Looking in From the Outside ~Guest Contributor, Matthew Coomber
"Common People," by Pulp, is my favorite Brit-pop song. In it, a rich exchange-student asks a working-class boy to show her what it’s like to be common. But the boy makes clear that she’ll never really know because, unlike him, she can escape. If things get too intense—or too boring—a simple call to daddy will make it all go away.
In the same way we can’t fully step outside of our socio-economic situations, people can’t ever fully leave the faith traditions in which they grew up. Love them or hate them, or for better or worse, they played an important role in our development and shape the lenses through which we see the world. But during my five-year hiatus from Christianity as a Buddhist, I gained valuable insights into what being a Christian and professing my faith means to me.
Becoming Buddhist was certainly a transition, but a relatively painless one. My reasoning was pragmatic: Buddhism made more sense to me. When I told my parents they were confused, and perhaps a bit concerned, but they supported my decision and took a deep interest in my new faith. But while my own conversion was rooted in the intellectual and spiritual satisfaction I found in Buddhism, I learned that not all conversions are born out of positive circumstances. For some, they are an escape from abuse.
After entering a graduate program in Buddhist studies and Sanskrit, I learned that many of my fellow students were also former Christians. But unlike the positive experience i had with the Church, many of them associated Christianity with deep pain. Some suffered cruel judgments and had been expelled from their communities. Others became disgusted by the hypocrisy of clergy who turned their backs on pastoral care in their hunt for greater membership numbers and, subsequently, revenue.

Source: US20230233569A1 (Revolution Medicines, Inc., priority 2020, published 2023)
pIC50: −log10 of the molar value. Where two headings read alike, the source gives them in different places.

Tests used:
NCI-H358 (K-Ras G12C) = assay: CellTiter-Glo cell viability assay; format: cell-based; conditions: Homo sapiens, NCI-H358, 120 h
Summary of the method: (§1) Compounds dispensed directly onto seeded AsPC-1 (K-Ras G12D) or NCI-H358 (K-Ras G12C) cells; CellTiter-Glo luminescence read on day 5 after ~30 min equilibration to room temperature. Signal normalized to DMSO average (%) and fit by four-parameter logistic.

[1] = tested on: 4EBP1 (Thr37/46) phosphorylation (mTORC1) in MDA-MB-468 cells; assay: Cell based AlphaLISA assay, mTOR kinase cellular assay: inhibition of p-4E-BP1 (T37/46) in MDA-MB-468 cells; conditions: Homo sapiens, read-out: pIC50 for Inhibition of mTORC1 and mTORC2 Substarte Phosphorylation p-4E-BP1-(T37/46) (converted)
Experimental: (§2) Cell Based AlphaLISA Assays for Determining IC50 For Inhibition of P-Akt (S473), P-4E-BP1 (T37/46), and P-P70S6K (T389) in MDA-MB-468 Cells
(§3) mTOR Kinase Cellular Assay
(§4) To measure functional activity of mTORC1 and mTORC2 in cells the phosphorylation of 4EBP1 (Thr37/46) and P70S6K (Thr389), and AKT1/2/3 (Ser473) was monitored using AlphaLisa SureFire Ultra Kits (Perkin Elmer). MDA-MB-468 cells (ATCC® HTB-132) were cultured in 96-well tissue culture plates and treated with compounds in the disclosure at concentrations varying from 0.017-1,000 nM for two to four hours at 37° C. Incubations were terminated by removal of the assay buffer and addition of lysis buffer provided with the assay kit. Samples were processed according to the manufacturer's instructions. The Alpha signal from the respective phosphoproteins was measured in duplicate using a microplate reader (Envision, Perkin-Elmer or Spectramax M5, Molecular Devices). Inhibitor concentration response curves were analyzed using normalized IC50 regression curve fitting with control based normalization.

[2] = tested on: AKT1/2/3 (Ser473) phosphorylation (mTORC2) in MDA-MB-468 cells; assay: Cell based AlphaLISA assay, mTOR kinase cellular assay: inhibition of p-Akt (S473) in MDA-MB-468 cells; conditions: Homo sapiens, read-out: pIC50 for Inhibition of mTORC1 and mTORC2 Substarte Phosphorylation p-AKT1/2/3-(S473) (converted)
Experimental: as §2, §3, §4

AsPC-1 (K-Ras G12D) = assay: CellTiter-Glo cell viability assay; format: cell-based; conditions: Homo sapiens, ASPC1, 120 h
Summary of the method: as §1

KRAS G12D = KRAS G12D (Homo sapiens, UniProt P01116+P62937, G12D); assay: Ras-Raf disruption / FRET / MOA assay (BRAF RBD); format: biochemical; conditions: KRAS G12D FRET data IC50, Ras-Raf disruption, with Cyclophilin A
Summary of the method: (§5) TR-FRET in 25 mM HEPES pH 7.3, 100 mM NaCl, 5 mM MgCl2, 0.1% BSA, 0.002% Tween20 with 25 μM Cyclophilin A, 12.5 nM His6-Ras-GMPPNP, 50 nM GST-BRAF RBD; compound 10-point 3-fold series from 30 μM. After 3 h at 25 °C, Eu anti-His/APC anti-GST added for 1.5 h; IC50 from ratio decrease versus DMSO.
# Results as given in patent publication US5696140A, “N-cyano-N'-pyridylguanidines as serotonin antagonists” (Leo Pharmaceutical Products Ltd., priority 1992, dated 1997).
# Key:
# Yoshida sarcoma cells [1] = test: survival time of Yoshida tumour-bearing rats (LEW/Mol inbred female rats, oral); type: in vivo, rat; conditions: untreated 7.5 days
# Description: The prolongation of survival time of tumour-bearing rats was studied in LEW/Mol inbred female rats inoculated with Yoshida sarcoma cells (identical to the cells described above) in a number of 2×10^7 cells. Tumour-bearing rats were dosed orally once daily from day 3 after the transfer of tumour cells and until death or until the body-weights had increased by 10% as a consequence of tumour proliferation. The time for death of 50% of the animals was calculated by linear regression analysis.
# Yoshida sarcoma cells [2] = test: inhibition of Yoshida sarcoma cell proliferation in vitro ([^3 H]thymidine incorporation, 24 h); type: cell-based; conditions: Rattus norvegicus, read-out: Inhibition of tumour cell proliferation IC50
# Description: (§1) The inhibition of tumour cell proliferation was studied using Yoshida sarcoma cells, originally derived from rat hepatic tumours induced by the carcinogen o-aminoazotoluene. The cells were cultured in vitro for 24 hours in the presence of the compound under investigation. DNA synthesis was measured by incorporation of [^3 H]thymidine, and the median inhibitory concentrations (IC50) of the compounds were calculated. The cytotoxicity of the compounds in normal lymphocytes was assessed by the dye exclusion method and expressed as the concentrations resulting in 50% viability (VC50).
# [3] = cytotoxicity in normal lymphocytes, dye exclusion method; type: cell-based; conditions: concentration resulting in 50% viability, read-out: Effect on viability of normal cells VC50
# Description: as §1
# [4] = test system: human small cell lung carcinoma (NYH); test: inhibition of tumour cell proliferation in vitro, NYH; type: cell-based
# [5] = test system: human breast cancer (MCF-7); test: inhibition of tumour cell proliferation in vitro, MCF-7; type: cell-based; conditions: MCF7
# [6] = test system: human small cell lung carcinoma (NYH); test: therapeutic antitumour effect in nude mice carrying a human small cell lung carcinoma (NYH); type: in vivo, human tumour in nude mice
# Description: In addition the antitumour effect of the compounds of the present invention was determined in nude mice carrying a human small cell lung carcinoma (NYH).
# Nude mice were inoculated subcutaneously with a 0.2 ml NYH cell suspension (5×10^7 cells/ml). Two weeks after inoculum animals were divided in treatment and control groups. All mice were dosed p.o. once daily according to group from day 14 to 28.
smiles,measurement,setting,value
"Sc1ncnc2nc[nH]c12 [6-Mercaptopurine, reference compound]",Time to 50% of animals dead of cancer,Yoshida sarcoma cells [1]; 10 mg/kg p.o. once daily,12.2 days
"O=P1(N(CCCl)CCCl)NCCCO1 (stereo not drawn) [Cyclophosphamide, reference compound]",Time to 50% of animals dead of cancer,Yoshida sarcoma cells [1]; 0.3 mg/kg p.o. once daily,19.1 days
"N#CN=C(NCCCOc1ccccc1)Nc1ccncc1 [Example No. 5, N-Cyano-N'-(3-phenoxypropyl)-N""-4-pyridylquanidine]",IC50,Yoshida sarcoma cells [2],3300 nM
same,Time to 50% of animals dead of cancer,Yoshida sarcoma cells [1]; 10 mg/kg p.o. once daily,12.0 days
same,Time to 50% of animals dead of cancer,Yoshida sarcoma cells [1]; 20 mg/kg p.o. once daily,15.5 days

My friends’ stories of pain and betrayal enraged me. I shared in their anger at pastors who inflict injustice upon congregants. I shared their anger at clergy who exchange duty to God and flock for a larger ego. And I shared their anger at the pain that Christian leaders have inflicted—throughout history—either by direct engagement in war, abuse, and exploitation, or by committing that most grievous of clerical sins: looking the other way. But while I shared in my friends’ anger, it sat differently in me. Whereas many of them saw these sins as inherent to the Faith, I saw them as examples of the human depravity that can—and does—infect any faith or philosophy.
Since my reconversion to Christianity—and answering the call to ordained ministry—those conversations with my classmates have greatly influenced my approach to practicing and professing my Christian faith. Even as Buddhists, we had carried our Christian upbringings with us wherever we went—kind of like the rich exchange-student carried her status in “Common People.” But while the Christian leaders we grew up with had all professed Christ’s teachings with their words, that wasn’t what ultimately stuck with us. What left a permanent imprint was how they had lived that profession with their lives. Those conversations with my Buddhist classmates taught me that the greatest witness we share is the one we act out. It’s useful to check in and ask ourselves if we’re just saying Christ’s Truth, or if we’re living it with a conviction that’s rooted in kindness, humility, and care. I can tell you from both experience and also from observation, the profession of faith that we live out is the one that sticks.
Matthew J.M. Coomber is an Episcopal Priest and an associate professor of biblical studies at St. Ambrose University. His primary research is on how biblical texts on economic exploitation can confront systems of poverty in our time. He sits on the board of directors for the Center and Library for the Bible and Social Justice in Stony Point, New York. His publications include Re-Reading the Prophets Through Corporate Globalization, Bible and Justice: Ancient Texts, Modern Challenges, The Old Testament and Apocrypha: Fortress Commentary on the Bible, and his forthcoming book Amos and Micah: Through the Centuries.